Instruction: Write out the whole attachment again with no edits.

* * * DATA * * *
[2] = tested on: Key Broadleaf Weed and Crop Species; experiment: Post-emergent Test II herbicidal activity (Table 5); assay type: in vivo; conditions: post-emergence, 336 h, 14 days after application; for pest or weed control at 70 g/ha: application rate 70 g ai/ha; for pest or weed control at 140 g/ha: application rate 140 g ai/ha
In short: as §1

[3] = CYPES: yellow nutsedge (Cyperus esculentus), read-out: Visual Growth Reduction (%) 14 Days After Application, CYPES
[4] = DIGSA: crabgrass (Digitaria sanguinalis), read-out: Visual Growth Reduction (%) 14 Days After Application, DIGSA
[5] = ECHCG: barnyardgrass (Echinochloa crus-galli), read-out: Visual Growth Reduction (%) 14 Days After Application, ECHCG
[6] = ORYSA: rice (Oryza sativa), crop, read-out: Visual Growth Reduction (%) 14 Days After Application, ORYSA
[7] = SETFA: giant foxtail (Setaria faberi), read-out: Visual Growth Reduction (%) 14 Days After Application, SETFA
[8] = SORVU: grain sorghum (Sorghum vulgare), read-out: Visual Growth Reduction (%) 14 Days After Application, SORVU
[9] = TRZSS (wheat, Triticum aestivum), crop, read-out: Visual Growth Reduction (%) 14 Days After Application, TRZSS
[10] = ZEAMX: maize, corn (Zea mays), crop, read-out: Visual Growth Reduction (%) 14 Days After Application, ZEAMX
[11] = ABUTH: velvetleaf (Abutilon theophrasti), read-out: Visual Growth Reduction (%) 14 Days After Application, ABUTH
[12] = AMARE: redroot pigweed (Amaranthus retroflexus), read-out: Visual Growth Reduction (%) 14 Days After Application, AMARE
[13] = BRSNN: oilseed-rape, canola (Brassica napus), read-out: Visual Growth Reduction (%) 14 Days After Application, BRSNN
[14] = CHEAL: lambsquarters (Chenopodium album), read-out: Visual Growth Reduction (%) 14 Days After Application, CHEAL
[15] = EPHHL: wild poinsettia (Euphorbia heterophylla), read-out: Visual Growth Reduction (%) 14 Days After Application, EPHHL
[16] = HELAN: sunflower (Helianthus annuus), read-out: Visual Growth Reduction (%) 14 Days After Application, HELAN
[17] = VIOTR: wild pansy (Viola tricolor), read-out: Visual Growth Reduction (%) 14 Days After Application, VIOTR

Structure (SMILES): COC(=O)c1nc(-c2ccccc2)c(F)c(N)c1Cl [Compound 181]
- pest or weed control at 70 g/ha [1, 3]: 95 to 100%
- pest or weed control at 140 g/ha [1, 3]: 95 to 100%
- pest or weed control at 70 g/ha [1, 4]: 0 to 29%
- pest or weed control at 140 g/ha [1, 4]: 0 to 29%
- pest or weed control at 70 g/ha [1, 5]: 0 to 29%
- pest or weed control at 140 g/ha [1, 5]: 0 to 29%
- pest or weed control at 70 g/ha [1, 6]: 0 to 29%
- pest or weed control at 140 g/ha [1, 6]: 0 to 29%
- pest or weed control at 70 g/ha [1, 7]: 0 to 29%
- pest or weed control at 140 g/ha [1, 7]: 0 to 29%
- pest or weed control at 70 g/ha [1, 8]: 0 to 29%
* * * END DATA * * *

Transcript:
[2] = tested on: Key Broadleaf Weed and Crop Species; experiment: Post-emergent Test II herbicidal activity (Table 5); assay type: in vivo; conditions: post-emergence, 336 h, 14 days after application; for pest or weed control at 70 g/ha: application rate 70 g ai/ha; for pest or weed control at 140 g/ha: application rate 140 g ai/ha
In short: as §1

[3] = CYPES: yellow nutsedge (Cyperus esculentus), read-out: Visual Growth Reduction (%) 14 Days After Application, CYPES
[4] = DIGSA: crabgrass (Digitaria sanguinalis), read-out: Visual Growth Reduction (%) 14 Days After Application, DIGSA
[5] = ECHCG: barnyardgrass (Echinochloa crus-galli), read-out: Visual Growth Reduction (%) 14 Days After Application, ECHCG
[6] = ORYSA: rice (Oryza sativa), crop, read-out: Visual Growth Reduction (%) 14 Days After Application, ORYSA
[7] = SETFA: giant foxtail (Setaria faberi), read-out: Visual Growth Reduction (%) 14 Days After Application, SETFA
[8] = SORVU: grain sorghum (Sorghum vulgare), read-out: Visual Growth Reduction (%) 14 Days After Application, SORVU
[9] = TRZSS (wheat, Triticum aestivum), crop, read-out: Visual Growth Reduction (%) 14 Days After Application, TRZSS
[10] = ZEAMX: maize, corn (Zea mays), crop, read-out: Visual Growth Reduction (%) 14 Days After Application, ZEAMX
[11] = ABUTH: velvetleaf (Abutilon theophrasti), read-out: Visual Growth Reduction (%) 14 Days After Application, ABUTH
[12] = AMARE: redroot pigweed (Amaranthus retroflexus), read-out: Visual Growth Reduction (%) 14 Days After Application, AMARE
[13] = BRSNN: oilseed-rape, canola (Brassica napus), read-out: Visual Growth Reduction (%) 14 Days After Application, BRSNN
[14] = CHEAL: lambsquarters (Chenopodium album), read-out: Visual Growth Reduction (%) 14 Days After Application, CHEAL
[15] = EPHHL: wild poinsettia (Euphorbia heterophylla), read-out: Visual Growth Reduction (%) 14 Days After Application, EPHHL
[16] = HELAN: sunflower (Helianthus annuus), read-out: Visual Growth Reduction (%) 14 Days After Application, HELAN
[17] = VIOTR: wild pansy (Viola tricolor), read-out: Visual Growth Reduction (%) 14 Days After Application, VIOTR

Structure (SMILES): COC(=O)c1nc(-c2ccccc2)c(F)c(N)c1Cl [Compound 181]
- pest or weed control at 70 g/ha [1, 3]: 95 to 100%
- pest or weed control at 140 g/ha [1, 3]: 95 to 100%
- pest or weed control at 70 g/ha [1, 4]: 0 to 29%
- pest or weed control at 140 g/ha [1, 4]: 0 to 29%
- pest or weed control at 70 g/ha [1, 5]: 0 to 29%
- pest or weed control at 140 g/ha [1, 5]: 0 to 29%
- pest or weed control at 70 g/ha [1, 6]: 0 to 29%
- pest or weed control at 140 g/ha [1, 6]: 0 to 29%
- pest or weed control at 70 g/ha [1, 7]: 0 to 29%
- pest or weed control at 140 g/ha [1, 7]: 0 to 29%
- pest or weed control at 70 g/ha [1, 8]: 0 to 29%